Kevin Durant and the whole Thunder team showed a lot of heart last night. So in return here's my loud, heartfelt playlist for my new favorite team.
"It ain't where you're from, it's where you're at." With that in mind, let's go Heat. No one can debate how good their game is. So when the NBA finals begin tonight with the jump ball, I know who I am rooting for. But it is not Micky Arison.
After dismantling San Antonio and its 20-win streak in the West, Thunder coach Scott Brooks now faces the task of defending a super-confident LeBron James. The question becomes: Will he double-team him, or try and live with his scoring while attempting to shut down Wade?
The Celtics failed to show up Thursday night and tried to defend James with a bundle of different looks; will LeBron come out in Game 7 with the same mindset? Or, will he fall to 0-3 all-time in Game 7s?
I'll watch that. Tiger Woods, Phil Mickelson and Masters Champ Bubba Watson will play together for the first two rounds of next week's U.S. Open.
LeBron and Spoelstra are easy targets to throw under the bus when the Heat eventually get eliminated but not the right ones. You can't win in the NBA without depth, and the Heat has none. That's on Riley.
Paul Pierce did it again, ladies and gentleman. In a series full of young superstars, Pierce -- as he has throughout his entire career in Boston -- provided yet another dagger in the biggest of playoff games.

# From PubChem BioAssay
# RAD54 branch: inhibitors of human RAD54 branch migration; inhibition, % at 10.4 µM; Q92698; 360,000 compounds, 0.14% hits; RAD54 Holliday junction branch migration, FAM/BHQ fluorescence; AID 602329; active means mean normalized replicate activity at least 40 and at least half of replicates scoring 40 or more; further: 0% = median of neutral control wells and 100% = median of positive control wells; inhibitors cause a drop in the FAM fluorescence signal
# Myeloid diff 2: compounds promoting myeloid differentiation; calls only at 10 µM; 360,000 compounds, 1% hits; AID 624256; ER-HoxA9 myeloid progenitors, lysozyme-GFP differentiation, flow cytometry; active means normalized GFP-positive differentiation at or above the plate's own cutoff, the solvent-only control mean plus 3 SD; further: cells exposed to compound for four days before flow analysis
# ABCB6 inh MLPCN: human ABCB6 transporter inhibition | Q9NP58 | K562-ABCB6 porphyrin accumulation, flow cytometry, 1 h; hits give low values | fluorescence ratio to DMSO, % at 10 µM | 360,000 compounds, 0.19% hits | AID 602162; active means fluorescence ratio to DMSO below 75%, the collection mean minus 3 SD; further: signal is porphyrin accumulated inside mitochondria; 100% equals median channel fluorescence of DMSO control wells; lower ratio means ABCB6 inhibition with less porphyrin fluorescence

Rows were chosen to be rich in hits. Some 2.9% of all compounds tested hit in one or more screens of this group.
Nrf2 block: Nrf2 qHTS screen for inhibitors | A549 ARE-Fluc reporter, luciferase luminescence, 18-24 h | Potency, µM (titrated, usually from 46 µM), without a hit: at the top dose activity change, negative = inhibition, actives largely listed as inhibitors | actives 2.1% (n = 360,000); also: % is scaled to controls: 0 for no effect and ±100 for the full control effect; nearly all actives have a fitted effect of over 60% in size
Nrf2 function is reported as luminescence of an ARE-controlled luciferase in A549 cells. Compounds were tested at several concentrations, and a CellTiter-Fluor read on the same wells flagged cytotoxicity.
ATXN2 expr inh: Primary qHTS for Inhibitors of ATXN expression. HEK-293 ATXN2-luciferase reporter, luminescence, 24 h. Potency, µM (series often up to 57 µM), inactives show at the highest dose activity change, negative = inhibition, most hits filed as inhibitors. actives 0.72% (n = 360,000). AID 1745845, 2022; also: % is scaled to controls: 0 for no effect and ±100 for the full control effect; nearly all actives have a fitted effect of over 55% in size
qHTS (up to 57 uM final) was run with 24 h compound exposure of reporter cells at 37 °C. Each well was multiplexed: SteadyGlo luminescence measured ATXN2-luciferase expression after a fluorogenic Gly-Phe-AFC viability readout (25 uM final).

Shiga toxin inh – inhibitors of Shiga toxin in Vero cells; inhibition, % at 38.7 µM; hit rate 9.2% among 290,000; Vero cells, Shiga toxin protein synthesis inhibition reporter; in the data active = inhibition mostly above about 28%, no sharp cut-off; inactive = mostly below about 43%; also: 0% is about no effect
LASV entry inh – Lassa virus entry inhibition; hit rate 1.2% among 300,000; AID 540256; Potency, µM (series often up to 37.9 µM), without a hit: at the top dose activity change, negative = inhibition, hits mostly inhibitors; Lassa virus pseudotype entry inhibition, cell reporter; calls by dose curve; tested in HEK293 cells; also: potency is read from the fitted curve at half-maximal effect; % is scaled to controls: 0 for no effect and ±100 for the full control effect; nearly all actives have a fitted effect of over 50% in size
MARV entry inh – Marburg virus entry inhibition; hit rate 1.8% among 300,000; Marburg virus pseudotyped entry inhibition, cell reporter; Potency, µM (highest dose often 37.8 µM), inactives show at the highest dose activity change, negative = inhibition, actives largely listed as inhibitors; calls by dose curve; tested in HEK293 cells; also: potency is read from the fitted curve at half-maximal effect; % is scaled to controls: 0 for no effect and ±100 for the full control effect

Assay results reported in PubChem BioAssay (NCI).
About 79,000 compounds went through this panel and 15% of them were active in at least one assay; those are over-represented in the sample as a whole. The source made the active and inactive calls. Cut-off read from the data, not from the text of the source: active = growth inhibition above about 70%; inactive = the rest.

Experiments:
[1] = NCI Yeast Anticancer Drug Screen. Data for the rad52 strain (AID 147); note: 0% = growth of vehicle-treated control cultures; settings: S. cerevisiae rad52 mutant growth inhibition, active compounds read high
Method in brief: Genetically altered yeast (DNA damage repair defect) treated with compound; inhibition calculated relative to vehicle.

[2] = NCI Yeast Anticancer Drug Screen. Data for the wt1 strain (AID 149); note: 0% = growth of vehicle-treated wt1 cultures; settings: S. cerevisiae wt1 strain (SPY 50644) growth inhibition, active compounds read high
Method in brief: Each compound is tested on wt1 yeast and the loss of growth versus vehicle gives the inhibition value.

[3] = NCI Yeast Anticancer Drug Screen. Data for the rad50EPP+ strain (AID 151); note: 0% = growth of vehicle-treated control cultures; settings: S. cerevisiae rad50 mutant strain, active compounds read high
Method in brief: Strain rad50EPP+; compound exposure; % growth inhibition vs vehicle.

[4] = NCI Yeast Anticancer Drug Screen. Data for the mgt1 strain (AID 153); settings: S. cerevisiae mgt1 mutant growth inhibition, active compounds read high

For weeks now, the Celtics have given Bostonians every right to root and dream even as national NBA analysts and hometown sports reporters dissected their aches, their age and their weaknesses.
Their win on Sunday night put the pressure back on the Heat and, more importantly, back on LeBron James. Pressure bursts pipes and the Celtics have seen him crack before.
Nationally, while all eyes on Florida, Miami Dade's local elections, which take place in August, are going rarely noticed. This is more than a shame considering the impact these local elections will have on all of us.
It was not supposed to be this close. Boston was not supposed to be this good; Miami, not this vulnerable. Four games through what has already been a grueling Eastern Conference finals, Miami and Boston are dead even at two games apiece.
Although this was his best season statistically there are other players whose individual contributions were more vital to their respective team's success.
Night after night, game after game, on offense and on defense, they are now working together as never before to produce plays that sometimes defy belief.
Not to beat a dead horse because lord knows this horse has gotten his share of wallops, but there is at least one more dynamic that needs to be looked at in the Pacers/Heat matchup -- the refereeing.
In a new segment with Noah Coslov of CineSport, I break down why two-time NBA MVP Tim Duncan is the greatest power forward of all time.
Moving forward minus Bosh, Miami is highly vulnerable. Let us not forget that this was the eighth most efficient half-court offense in basketball this year, and that was with Bosh. In other words, if they cannot get out and run, they can be beaten.